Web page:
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FSA fines former Greenlight Capital compliance officer £130k

The FSA has fined Greenlight Capital trader and compliance officer Alexander Ten-Holter £130,000 for failing to make “reasonable” enquiries before being ordered to sell the firm’s shareholding in Punch Taverns.

The regulator has also banned Ten-Holter from performing compliance and oversight and money laundering reporting functions, after the regulator found he had not made any enquiries into whether the call had been made because of the receipt of insider information.

It has also fined Caspar Agnew, a trading desk director at JP Morgan Cazenove, £65,000 for failing to identify and act on a suspicious order from Greenlight to sell Punch shares that allowed the firm to be used to facilitate insider dealing or market abuse. The FSA says as a result of Agnew’s failings JP Morgan failed to identify the trade as suspicious and report it to the FSA.

On Wednesday, the regulator fined David Einhorn, the owner of the US hedge fund Greenlight Capital and his fund £7.2m for engaging in market abuse.

On June 9 2009, Ten-Holter received an order to sell Greenlight’s entire shareholding in Punch despite being made aware that Greenlight had spoken to Punch management minutes before its decision to sell.

The Greenlight analyst who gave the sell order told Ten-Holter that Punch management would have told them “secret bad things” had they signed a confidentiality agreement and the analyst thought that Greenlight had a potential one week window before the stock plummets. The FSA says this should have alerted Ten-Holter to the risk that Greenlight may have received inside information.

The FSA says Ten-Holter took no steps to satisfy himself that the order was not based on inside information, despite a clear indication that it was.

On June 15 2009, Punch announced a fund raising of £375m. Following the announcement, Punch’s shares fell by 29.9 per cent. Greenlight’s trading had avoided losses of approximately £5.8m for the funds under Greenlight’s management.

Agnew’s misconduct related to his dealings with Greenlight between June 9-12 2009, when he was instructed by Ten-Holter to sell 11.4m Punch shares, which constituted over 4 per cent of its issued share capital.

The FSA says Agnew failed to “act with due skill, care and diligence” and failed to alert JP Morgan Cazenove to the possibility that the trade was being conducted on the basis of inside information. Agnew thought that Greenlight was simply fortunate in its timing of its transactions.

FSA acting director of enforcement and financial crime Tracey McDermott says: “Ten-Holter’s approach to compliance oversight was wholly inadequate. Serious compliance failures of this nature can have a dramatic effect on the orderliness and integrity of the markets. Agnew was an experienced trader, so should have been suspicious of this transaction and aware of his responsibilities to report it.

“Tackling market abuse and insider dealing is not just an issue for the regulator. Compliance professionals and staff on sales and trading desks play a key role in assisting the FSA in detecting and preventing market abuse.”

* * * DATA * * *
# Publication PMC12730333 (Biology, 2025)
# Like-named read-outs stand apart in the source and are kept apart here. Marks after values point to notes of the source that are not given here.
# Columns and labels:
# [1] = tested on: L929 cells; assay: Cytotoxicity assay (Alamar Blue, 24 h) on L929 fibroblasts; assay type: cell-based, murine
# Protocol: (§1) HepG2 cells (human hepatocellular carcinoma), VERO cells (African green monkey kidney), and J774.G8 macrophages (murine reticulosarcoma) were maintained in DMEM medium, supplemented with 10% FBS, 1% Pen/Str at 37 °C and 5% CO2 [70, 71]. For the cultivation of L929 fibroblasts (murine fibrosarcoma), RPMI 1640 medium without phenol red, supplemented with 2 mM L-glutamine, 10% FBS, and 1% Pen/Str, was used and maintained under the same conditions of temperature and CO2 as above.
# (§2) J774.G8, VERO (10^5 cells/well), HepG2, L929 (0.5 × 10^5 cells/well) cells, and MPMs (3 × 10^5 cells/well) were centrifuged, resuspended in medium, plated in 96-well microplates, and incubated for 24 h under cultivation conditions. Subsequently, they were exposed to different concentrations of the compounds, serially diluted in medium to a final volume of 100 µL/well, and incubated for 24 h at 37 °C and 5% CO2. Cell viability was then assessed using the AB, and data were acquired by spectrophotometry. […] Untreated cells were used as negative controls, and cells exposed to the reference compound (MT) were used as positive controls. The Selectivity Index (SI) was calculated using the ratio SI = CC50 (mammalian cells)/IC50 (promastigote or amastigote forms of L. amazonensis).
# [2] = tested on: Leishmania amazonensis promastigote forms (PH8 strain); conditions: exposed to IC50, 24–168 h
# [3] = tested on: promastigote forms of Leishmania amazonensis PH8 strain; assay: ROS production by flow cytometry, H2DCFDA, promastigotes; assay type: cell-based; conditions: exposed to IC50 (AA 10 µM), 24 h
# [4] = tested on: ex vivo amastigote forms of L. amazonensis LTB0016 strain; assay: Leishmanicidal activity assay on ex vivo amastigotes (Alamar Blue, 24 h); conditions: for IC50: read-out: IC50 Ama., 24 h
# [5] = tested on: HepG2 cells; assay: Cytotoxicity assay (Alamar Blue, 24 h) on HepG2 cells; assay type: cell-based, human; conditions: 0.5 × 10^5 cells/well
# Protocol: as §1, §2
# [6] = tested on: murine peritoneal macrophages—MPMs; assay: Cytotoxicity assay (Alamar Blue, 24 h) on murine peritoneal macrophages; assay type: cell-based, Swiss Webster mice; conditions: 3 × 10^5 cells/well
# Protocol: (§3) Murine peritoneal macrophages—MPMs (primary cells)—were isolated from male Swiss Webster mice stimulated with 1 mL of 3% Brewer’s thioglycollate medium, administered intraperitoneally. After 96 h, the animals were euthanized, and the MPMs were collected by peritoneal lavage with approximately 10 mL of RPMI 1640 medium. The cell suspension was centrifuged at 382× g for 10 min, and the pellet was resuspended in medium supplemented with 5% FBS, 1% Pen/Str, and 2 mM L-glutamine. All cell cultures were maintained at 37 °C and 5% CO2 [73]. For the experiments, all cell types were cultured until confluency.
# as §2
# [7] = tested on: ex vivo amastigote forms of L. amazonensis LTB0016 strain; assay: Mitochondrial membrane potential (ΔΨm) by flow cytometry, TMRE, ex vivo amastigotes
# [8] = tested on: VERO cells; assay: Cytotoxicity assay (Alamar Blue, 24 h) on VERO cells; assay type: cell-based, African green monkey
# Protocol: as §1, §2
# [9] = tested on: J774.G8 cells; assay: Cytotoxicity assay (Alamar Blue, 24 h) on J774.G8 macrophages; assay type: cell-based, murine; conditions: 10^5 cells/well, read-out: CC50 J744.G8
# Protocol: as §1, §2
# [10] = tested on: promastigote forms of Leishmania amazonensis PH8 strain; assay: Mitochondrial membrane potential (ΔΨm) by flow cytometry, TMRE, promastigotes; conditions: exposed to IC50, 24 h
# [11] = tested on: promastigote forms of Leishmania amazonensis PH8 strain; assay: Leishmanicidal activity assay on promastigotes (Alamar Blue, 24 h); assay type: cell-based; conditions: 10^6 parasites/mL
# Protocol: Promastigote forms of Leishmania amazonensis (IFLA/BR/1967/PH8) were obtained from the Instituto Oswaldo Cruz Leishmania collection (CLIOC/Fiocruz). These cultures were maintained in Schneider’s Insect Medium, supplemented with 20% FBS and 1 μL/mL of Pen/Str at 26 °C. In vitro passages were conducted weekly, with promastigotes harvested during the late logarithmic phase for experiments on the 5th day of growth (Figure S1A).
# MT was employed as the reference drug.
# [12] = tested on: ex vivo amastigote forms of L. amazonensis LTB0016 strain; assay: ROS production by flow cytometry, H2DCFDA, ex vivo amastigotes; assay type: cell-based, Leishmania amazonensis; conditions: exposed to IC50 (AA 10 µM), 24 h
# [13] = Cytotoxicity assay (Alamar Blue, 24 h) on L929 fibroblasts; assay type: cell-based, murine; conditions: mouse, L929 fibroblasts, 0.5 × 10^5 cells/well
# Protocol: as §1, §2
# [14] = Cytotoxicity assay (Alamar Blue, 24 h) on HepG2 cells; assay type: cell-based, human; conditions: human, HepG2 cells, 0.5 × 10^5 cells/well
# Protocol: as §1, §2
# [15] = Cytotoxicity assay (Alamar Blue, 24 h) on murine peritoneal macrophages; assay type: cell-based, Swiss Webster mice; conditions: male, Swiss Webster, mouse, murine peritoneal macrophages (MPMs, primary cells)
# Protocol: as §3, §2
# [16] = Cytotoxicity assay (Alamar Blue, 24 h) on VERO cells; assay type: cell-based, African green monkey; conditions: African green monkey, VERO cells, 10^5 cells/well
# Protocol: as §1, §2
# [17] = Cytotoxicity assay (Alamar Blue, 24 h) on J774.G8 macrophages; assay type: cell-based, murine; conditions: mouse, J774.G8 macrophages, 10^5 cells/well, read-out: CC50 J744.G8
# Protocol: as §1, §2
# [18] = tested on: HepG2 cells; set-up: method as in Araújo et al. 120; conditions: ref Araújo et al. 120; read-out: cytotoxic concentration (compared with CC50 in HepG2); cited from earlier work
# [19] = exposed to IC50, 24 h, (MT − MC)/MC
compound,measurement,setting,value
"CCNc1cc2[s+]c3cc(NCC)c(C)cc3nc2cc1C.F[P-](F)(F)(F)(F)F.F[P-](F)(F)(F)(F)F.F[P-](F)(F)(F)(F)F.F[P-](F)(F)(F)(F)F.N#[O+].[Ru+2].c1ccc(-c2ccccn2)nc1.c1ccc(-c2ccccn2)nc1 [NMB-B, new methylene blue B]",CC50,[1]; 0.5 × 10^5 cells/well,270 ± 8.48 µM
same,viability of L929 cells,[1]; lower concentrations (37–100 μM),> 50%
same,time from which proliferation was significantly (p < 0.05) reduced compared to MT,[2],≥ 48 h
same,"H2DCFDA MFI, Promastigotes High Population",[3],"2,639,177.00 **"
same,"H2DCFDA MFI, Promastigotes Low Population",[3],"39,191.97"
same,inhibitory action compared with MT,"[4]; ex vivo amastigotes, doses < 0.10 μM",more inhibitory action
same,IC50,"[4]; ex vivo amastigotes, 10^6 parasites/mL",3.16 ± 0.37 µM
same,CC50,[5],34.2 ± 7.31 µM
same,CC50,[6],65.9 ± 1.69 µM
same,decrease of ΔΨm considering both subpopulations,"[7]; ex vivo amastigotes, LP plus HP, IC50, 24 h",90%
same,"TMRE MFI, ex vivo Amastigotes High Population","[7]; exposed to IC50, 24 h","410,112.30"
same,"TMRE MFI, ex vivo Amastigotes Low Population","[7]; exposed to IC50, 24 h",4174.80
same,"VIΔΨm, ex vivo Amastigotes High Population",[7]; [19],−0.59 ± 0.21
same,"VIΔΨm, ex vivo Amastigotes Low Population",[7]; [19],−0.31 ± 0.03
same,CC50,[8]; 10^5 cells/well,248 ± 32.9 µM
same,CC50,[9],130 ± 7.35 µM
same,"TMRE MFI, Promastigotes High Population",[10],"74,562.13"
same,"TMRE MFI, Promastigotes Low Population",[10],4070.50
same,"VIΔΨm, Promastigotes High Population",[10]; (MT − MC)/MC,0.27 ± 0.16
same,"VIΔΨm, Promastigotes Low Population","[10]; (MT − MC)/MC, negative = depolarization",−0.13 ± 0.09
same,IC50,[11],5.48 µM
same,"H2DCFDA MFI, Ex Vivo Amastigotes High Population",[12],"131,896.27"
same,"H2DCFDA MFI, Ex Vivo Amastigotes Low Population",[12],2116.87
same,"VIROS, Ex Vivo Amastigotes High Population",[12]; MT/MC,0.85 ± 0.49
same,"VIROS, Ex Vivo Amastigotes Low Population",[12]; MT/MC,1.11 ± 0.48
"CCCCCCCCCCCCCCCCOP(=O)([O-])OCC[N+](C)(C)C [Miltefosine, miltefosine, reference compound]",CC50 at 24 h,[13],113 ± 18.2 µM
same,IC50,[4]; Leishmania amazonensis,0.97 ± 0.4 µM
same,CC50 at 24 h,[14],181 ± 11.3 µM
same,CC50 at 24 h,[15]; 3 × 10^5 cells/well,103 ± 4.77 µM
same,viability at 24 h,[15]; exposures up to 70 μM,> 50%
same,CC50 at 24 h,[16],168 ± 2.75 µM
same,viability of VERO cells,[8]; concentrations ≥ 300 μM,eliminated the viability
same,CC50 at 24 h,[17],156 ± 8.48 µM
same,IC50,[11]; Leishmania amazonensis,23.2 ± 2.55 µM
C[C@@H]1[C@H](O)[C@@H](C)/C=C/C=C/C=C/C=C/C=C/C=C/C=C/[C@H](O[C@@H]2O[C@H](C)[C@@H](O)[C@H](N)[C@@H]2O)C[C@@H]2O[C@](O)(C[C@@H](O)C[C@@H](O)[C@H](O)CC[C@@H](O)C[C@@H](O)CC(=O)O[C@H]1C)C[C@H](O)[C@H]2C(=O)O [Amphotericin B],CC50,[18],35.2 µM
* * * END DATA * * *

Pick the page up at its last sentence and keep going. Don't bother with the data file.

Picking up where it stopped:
A Greenlight spokesman says: “Alex is a valued member of the Greenlight team and our trader in the UK.  We believe that the FSA’s action against him is unwarranted.  He has our full support.”


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There are 6 comments at the moment, we would love to hear your opinion too.

  1. I might be thick, but should these issues not have been the subject of court action, not summary fines?

    There are laws to prevent the abuse of due process and this does not seem to accord with the law of the land, how has the regulator acquired such powers without trial?

  2. This seems desperately unfair. The intellectual climate at the time meant that these individuals attention was taken up with other matters such as Treating Customers Fairly and the RDR. They really cannot be held responsible.

    Whoops! Sorry – that’s the FSA script about them missing the minor issue of a collapse of RBS whilst they were peeing about with other things.

    Have any of the FSA’s board been fined £65,000 or £130,000 for their mistakes. No – thought not.

    They are entirely without moral credibility.

  3. Chippy – im sorry so whats the alternative – the regulator should have just overlooked this point? Its a breach of regulation and more-over the law of the land.

    Im sorry but the decision here appears to be right, an example has been made to the rest of us.

    I feel everyone is so p**sed off with the regulator all the time sometimes they completely miss the point.

  4. Hi Big Ears,

    I agree with you. I think the regulator may have acted correctly in this case.

    The point I was trying to make, probably clumsily, was that the regulator completely lacks any moral authority because of its failure to apply the same standards to itself as it does to others.

    No doubt the regimes of Saddam Hussain and Gadaffi did many great things but they still did them without any moral authority or support because they were above the law and treated others so poorly.

    Until the FSA starts to apply its own standards to itself, whatever they do they will be judged harshly by all because they walk all over those they regulate.

  5. Am I hallucinating or are Chippy Minton and Big Ears really having a discussion about financial services regulation?

  6. Why has this never happened to any of the chief executives of banks?

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